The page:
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Open Access Publications from the University of California

Cortical Processing of Frequency Modulated Sweeps in a Mouse Model of Presbycusis

  • Author(s): Trujillo, Michael
  • Advisor(s): Razak, Khaleel A
  • et al.

The population over the age of 65 years old is rapidly increasing around the world. Presbycusis (age-related hearing loss) is one of the most prevalent disabilities associated with age and can impair speech understanding and social and emotional well-being. Deficits in auditory processing, including speech understanding are likely caused by an interaction between changes in the way the brain processes sound and peripheral sensory hearing loss. It is difficult to disambiguate changes that occur within the brain independent of peripheral hearing loss and those that change because of it. To that end, this dissertation provides a framework for beginning to tease out how the relative contributions of peripheral sensory hearing loss (loss of cochlear hair cells) on cortical processing of frequency modulated (FM) sweeps in a mouse model of presbycusis (strain C57/bl6). FM sweeps are sounds that change in frequency over time. Human language and animal vocalizations contain FM sweeps. The genetic engineering tools present in the mouse make it a suitable model for probing the genetic roots and underlying mechanisms of neural dysfunction, such as is seen in presbycusis.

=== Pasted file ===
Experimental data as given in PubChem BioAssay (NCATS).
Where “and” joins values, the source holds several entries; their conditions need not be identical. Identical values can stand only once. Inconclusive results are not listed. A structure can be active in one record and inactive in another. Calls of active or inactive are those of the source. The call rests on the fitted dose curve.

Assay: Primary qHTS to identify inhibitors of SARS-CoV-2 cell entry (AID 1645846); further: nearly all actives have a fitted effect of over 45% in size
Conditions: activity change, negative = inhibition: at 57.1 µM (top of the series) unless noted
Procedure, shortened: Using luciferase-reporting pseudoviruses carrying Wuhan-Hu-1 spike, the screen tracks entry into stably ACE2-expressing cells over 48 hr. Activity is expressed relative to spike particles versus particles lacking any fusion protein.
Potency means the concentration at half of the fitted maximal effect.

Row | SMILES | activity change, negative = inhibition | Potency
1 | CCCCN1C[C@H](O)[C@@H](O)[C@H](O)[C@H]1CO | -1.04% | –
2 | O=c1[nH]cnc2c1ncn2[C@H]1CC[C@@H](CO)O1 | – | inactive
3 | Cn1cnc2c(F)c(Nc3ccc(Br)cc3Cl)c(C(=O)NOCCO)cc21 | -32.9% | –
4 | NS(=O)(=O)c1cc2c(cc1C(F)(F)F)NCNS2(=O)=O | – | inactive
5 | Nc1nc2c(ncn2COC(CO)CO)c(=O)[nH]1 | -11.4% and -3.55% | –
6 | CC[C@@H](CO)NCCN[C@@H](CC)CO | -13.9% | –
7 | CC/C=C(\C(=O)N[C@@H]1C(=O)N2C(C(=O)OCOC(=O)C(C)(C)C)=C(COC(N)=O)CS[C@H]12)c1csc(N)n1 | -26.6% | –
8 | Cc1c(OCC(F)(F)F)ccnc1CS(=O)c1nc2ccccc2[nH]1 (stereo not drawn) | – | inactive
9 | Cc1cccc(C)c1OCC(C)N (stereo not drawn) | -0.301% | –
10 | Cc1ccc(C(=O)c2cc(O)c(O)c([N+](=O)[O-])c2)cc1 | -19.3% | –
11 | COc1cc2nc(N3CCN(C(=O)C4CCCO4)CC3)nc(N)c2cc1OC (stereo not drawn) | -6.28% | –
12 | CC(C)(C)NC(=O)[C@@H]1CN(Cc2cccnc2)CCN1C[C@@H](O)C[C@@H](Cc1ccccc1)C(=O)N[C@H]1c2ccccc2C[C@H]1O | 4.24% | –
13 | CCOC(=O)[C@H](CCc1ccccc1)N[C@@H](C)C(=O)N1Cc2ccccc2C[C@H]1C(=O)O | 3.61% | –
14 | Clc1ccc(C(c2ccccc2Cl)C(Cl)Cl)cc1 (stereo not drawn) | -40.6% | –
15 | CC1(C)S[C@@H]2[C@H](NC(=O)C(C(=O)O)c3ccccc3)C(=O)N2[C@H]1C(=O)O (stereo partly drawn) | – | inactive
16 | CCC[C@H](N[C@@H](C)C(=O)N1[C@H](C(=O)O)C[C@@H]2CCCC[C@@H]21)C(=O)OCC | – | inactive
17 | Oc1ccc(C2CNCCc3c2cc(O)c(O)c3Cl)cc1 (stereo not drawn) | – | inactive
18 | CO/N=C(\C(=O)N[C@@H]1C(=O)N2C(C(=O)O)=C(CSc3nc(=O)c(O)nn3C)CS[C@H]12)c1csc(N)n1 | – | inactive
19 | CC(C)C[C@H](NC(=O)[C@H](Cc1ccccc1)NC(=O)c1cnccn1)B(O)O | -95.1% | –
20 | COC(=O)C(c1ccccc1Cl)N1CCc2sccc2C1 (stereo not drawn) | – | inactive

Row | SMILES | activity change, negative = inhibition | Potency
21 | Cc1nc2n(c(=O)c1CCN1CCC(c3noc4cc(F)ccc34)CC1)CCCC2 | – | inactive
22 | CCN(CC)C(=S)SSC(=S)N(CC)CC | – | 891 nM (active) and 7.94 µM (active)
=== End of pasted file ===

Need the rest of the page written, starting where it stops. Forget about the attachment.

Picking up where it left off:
This C57/bl6 mouse strain undergoes predictable high frequency hearing loss by 6 months of age, continuing to profound hearing loss by 12 months of age. The purpose of this dissertation was to establish cortical response properties to FM sweeps as a function of age in a mouse model of presbycusis. Three experiments were performed. In the first experiment, FM sweep response properties were profiled in the young adult core auditory cortex. The main findings of the first experiment indicate that the young adult mouse auditory cortex is selective for a narrow range of FM sweep rates (between 0.5 and 3 kHz/msec) and this selectivity is depth dependent, suggesting FM sweep processing undergoes changes within the a cortical column. The second experiment explored the mechanisms that shape FM sweep rate selectivity. The main findings of the second experiment were that two mechanisms shape FM sweep rate selectivity in the young adult cortex, duration tuning for tones and sideband inhibition. Sideband inhibition is the dominant mechanism in the auditory cortex, shaping FM sweep rate selectivity in approximately 84% of neurons tested. Duration tuning shaped FM sweep rate selectivity in approximately 34% of neurons tested. The third experiment compared direction selectivity, FM rate selectivity, variability, and mechanisms between three age groups, young (1 - 3 months), middle (6-8 months), and old (14 - 20 months). The main findings of the third experiment were that presbycusis results in decreased selectivity, slowed FM rate selectivity, increased variability and decreased reliance on sideband inhibition. The results of these studies serve as a framework for comparisons with mouse strains who do not experience age-related hearing loss.

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